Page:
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Facial swelling

Puffy face; Swelling of the face; Moon face; Facial edema

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Causes

Causes of facial swelling may include:

Considerations

If the facial swelling is mild, it may be hard to detect. Let the health care provider know the following:

  • Pain, and where it hurts
  • How long the swelling has lasted
  • What makes it better or worse
  • If you have other symptoms

Definition

Facial swelling is the buildup of fluid in the tissues of the face. Swelling may also affect the neck and upper arms.

Home Care

Apply cold compresses to reduce swelling from an injury. Raise the head of the bed (or use extra pillows) to help reduce facial swelling.

What to Expect at Your Office Visit

Emergency treatment is needed if facial swelling is caused by burns, or if you have breathing problems.

The provider will ask about your medical and personal history. This helps determine treatment or if any medical tests are needed. Questions may include:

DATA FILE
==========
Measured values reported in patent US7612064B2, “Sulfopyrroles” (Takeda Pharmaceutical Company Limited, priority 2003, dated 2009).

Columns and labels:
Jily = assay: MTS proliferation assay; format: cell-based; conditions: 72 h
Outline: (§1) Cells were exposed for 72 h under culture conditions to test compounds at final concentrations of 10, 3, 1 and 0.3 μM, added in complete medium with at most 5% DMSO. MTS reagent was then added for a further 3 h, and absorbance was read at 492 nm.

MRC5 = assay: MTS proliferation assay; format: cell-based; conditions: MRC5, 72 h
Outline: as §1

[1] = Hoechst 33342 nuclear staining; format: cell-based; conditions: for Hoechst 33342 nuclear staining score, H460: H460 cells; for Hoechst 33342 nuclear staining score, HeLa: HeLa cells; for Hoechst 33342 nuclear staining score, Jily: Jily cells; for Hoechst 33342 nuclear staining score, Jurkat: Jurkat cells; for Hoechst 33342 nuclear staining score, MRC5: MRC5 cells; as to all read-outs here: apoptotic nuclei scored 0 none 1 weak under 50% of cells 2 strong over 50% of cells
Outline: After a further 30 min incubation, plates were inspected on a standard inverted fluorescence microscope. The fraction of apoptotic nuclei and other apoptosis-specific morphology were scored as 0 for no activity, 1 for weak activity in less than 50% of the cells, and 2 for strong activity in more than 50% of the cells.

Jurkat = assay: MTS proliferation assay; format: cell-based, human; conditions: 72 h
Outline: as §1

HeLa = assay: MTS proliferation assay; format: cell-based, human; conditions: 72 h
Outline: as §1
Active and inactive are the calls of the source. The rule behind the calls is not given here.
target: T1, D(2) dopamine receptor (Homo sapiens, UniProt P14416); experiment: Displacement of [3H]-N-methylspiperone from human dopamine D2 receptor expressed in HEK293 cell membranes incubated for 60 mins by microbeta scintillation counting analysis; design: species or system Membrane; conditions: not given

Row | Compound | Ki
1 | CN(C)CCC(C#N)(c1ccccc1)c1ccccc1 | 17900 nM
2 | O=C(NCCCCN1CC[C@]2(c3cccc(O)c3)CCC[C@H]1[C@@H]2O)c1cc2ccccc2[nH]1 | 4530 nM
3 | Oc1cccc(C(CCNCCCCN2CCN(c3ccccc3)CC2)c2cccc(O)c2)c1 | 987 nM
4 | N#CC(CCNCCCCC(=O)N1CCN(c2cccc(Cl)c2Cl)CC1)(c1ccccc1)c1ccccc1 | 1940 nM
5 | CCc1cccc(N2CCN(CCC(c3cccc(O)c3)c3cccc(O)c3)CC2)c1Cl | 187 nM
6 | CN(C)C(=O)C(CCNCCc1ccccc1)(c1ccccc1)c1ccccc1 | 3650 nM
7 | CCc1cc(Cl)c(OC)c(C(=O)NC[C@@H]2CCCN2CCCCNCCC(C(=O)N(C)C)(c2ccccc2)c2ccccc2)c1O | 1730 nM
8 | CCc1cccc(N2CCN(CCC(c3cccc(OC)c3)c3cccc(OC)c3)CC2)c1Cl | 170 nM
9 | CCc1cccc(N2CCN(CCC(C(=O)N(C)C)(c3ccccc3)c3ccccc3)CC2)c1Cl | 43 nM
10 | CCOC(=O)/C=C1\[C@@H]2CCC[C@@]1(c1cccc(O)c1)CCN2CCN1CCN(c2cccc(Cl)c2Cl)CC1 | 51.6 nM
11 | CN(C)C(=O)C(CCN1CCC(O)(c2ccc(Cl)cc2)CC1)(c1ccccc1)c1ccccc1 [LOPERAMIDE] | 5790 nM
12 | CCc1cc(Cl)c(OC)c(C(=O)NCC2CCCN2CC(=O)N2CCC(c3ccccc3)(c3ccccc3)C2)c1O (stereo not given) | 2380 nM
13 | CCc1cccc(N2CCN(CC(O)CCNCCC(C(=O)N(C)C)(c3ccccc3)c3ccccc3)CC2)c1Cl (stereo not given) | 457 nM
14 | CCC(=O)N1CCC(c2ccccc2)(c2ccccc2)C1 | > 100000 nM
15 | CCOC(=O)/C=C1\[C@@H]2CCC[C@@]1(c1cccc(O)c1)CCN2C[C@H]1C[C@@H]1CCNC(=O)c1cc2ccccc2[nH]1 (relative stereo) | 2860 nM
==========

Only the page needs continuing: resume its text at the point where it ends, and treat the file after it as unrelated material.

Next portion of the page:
• How long has the facial swelling lasted?
  • When did it begin?
  • What makes it worse?
  • What makes it better?
  • Have you come into contact with something you might be allergic to?
  • What medicines are you taking?
  • Did you recently injure your face?
  • Did you have a medical test or surgery recently?
  • What other symptoms do you have? For example: facial pain, sneezing, difficulty breathing, hives or rash, eye redness, fever.

When to Contact a Medical Professional

Call your provider if you have:

  • Sudden, painful, or severe facial swelling
  • Facial swelling that lasts a while, particularly if it is getting worse over time
  • Difficulty breathing
  • Fever, tenderness, or redness, which suggests infection

Review Date: 1/26/2017
Reviewed By: Linda J. Vorvick, MD, Clinical Associate Professor, Department of Family Medicine, UW Medicine, School of Medicine, University of Washington, Seattle, WA. Also reviewed by David Zieve, MD, MHA, Medical Director, Brenda Conaway, Editorial Director, and the A.D.A.M. Editorial team.

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